Local and national actors are often the primary responders in a crisis yet only directly receive a small proportion of international humanitarian assistance funding. The Grand Bargain calls for a global target of 25% of humanitarian funding to go “as directly as possible” to local and national responders by 2020. Analysis from Development Initiatives’ Global Humanitarian Assistance Report 2018 provides an indication of trends in direct funding to local and national responders.
“The more we know about how money is channelled through the global humanitarian system, the better equipped we are to allocate resources effectively and measure results. For donors to provide more flexible and predictable funding they need reliable, real-time, prioritised, comparable and open data on the needs that they are being asked to finance and the results produced by their funding” – Too important to fail – addressing the humanitarian financing gap,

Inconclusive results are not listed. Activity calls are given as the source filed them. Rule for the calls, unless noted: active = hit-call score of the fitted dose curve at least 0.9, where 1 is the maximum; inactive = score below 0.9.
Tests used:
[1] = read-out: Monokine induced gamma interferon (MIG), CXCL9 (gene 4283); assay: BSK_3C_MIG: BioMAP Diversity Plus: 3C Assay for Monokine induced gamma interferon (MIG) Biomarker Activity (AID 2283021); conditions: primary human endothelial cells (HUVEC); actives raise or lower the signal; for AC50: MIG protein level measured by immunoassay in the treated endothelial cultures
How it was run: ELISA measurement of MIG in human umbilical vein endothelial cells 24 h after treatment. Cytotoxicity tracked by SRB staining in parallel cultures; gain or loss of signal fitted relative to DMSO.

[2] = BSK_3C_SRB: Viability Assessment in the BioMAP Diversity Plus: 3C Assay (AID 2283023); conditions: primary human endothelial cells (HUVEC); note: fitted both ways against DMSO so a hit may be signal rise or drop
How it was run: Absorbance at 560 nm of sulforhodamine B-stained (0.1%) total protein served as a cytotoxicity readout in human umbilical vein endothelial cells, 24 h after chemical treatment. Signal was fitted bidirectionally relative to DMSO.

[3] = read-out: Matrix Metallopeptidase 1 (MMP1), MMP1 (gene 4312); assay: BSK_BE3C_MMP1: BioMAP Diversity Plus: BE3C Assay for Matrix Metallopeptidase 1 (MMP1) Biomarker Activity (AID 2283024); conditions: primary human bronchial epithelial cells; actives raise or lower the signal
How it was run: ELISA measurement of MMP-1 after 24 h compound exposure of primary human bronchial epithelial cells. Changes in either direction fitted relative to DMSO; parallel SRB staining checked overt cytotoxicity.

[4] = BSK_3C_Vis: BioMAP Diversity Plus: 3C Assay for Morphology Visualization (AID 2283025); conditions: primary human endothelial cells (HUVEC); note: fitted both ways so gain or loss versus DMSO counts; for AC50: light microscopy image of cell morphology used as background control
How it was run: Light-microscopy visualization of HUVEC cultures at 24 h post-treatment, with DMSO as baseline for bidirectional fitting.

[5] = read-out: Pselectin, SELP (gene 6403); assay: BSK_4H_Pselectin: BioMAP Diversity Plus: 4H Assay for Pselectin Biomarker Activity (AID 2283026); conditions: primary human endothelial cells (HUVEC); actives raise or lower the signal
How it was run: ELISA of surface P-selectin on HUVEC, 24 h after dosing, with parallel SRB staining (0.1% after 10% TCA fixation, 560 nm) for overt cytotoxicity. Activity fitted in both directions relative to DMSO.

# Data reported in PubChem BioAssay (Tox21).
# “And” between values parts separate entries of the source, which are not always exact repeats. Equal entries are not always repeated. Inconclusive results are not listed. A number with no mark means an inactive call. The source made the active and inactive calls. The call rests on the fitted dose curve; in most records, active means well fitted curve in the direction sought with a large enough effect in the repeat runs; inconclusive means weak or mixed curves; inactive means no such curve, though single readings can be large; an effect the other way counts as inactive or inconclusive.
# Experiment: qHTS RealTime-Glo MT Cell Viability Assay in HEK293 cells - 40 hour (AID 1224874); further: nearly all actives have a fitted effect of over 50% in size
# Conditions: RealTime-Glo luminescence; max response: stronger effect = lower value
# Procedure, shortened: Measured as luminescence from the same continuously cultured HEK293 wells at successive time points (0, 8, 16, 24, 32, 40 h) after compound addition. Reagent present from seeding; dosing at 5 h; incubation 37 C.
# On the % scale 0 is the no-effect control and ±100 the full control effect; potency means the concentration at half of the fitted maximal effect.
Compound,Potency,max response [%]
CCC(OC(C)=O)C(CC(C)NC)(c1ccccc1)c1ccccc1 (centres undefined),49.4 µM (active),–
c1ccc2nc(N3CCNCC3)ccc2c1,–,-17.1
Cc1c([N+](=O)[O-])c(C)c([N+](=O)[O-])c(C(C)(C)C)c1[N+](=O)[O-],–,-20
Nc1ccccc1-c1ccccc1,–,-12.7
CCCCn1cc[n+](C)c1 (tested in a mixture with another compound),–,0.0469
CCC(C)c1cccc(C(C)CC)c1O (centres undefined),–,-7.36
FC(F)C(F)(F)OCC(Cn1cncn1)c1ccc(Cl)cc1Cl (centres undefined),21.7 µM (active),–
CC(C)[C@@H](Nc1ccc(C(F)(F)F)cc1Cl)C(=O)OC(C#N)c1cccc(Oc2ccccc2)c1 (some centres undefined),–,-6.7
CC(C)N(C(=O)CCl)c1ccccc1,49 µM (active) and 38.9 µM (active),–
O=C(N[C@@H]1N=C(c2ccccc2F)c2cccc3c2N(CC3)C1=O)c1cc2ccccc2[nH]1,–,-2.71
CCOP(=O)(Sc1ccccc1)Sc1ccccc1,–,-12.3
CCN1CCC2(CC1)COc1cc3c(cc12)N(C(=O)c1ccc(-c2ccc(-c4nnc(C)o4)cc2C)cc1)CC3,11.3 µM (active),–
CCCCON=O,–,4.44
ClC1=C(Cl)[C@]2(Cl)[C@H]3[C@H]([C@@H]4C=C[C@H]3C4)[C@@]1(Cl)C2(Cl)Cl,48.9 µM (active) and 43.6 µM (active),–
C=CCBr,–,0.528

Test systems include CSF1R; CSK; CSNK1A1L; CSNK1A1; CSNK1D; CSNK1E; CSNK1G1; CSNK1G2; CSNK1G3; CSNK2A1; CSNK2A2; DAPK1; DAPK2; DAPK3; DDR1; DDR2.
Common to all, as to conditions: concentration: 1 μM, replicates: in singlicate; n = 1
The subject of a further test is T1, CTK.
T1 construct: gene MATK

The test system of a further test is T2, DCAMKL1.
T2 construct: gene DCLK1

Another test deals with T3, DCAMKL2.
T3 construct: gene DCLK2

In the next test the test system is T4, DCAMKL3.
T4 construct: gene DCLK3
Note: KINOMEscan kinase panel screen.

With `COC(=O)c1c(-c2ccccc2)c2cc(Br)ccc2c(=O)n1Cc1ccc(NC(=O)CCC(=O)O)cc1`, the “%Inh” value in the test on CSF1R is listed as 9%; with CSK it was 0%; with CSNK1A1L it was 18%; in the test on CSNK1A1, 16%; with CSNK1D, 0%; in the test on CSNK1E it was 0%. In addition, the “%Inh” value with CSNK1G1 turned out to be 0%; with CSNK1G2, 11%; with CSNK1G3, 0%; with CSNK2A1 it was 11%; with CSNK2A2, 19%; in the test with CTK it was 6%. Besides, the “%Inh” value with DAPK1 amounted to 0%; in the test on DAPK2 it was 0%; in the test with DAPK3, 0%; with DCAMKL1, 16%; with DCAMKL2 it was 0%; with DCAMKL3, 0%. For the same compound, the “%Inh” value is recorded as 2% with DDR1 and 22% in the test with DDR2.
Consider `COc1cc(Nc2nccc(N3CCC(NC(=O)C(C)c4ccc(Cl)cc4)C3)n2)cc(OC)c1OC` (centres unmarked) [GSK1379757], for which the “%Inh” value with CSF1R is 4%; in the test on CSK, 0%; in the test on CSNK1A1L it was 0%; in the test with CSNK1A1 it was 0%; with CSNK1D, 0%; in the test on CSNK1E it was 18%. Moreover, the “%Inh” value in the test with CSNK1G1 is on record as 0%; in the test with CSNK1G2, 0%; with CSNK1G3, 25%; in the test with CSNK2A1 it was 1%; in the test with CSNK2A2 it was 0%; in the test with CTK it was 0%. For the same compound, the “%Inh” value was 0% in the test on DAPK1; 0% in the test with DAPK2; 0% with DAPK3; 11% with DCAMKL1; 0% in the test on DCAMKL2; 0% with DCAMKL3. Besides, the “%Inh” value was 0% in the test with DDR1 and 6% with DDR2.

OCHA’s Financial Tracking Service (FTS), the Centre for Humanitarian Data, IATI technical team and Development Initiatives are running a pilot project that aims to provide an automated way for organizations to publish information about their humanitarian funding and activities. Over the course of 2018, five organizations will trial using the International Aid Transparency Initiative (IATI) standard to share data with OCHA’s Financial Tracking Service (FTS).
In this factsheet we provide an overview of key trends in official development assistance (ODA) emerging from the April 2017 Organisation for Economic Co-operation and Development (OECD) Development Assistance Committee (DAC) data release.
ODA levels fell slightly in 2017 compared with 2016, the first year-on-year fall in net ODA since 2011–2012 due to an 11% reduction in reported spending on refugees within OECD DAC member countries.
Without a reduction in reported refugee spending, ODA would have risen slightly.